Many homes contain a danger to children that few parents ever consider – window screens. More than 5,000 children a year (or 14 each day) are treated in emergency rooms annually in the United States due to falls from windows, with a fourth of them requiring hospitalization.
And screens, a device you might think would prevent injuries, are actually often the culprit, offering the false promise of safety. In fact, one report notes that 83 percent of windows from which a child falls had a screen. In some of these cases, a screen may be broken, defective or have a tendency to come loose.
If your child suffered a serious injury due to a fall from a window, you should contact Kline & Specter, PC, which has the experience investigating and litigating just such tragic cases.
Shanin Specter won a $12.25 million settlement in a case in which a young boy, not quite three years old, suffered brain damage and the loss of sight in one eye after a three-story fall from a Philadelphia apartment. Specter’s investigation found that here had been a long-standing problem with the screens — that pins holding them in place had a tendency to “pop out” – and that the apartment complex management had been notified previously by other tenants. (Read about The Woolfolk Case)
In a recent case, a four-year-old boy was killed in a fall from a seventh-floor apartment balcony near Philadelphia’s City Avenue. Police said a window screen leading to the balcony was broken.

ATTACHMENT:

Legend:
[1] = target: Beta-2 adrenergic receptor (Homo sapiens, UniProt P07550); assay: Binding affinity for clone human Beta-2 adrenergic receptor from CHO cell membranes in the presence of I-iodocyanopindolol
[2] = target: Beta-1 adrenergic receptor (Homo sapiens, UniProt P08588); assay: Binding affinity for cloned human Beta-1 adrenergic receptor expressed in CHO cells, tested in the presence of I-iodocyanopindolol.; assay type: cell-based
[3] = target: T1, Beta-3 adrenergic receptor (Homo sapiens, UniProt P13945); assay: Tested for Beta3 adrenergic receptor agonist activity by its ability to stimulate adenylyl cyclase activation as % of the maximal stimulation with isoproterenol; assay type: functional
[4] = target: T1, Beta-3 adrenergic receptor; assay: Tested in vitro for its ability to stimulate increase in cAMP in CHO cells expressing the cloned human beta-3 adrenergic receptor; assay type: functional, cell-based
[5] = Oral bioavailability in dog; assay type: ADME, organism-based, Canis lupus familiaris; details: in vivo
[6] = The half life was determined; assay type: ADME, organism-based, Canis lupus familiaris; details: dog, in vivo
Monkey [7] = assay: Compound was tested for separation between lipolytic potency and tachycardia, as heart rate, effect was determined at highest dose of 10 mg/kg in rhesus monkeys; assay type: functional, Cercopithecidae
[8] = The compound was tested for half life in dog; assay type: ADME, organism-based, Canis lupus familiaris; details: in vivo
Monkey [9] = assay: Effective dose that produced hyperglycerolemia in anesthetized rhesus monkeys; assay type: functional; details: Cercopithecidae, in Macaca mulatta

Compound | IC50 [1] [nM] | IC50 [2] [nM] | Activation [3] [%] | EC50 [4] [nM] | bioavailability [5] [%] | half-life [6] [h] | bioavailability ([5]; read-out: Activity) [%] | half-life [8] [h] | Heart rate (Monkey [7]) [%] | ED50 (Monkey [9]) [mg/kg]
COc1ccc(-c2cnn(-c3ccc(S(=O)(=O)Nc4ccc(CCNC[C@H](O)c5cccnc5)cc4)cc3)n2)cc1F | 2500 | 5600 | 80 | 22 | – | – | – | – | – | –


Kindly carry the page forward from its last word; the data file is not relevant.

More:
The journal Pediatrics noted that an estimated 98,415 children were treated over a 19-year period in hospitals for injuries attributable to a fall from a window, or an average of 5,180 yearly. The greatest incidence of falls from windows occurred with children two to five years old.
Kline & Specter has more than 50 attorneys, five of whom are also highly skilled medical doctors. Call us for a free consultation of your case. We handle cases in Philadelphia, Pennsylvania, New Jersey, Delaware and nationwide.
The following notes have been offered for helping to prevent children from falling from windows in multiple-dwelling apartment units:
1-Supervise small children at all times.
2- Window screens are designed to keep insects out, but because they are not strong enough to keep children inside, they will not prevent falls from windows.
3-Avoid placing furniture, on which children may climb, near windows or on balconies.
4-Install locks on windows to prevent sliding windows not intended for egress from opening more than four inches.
5-Open double-hung windows from the top only.
6-Fixed guards, commonly used to prevent intrusion, should not be used, because they may prevent egress in the case of fire. Install operable window guards on second- and higher-story windows (unless prohibited by local fire regulations).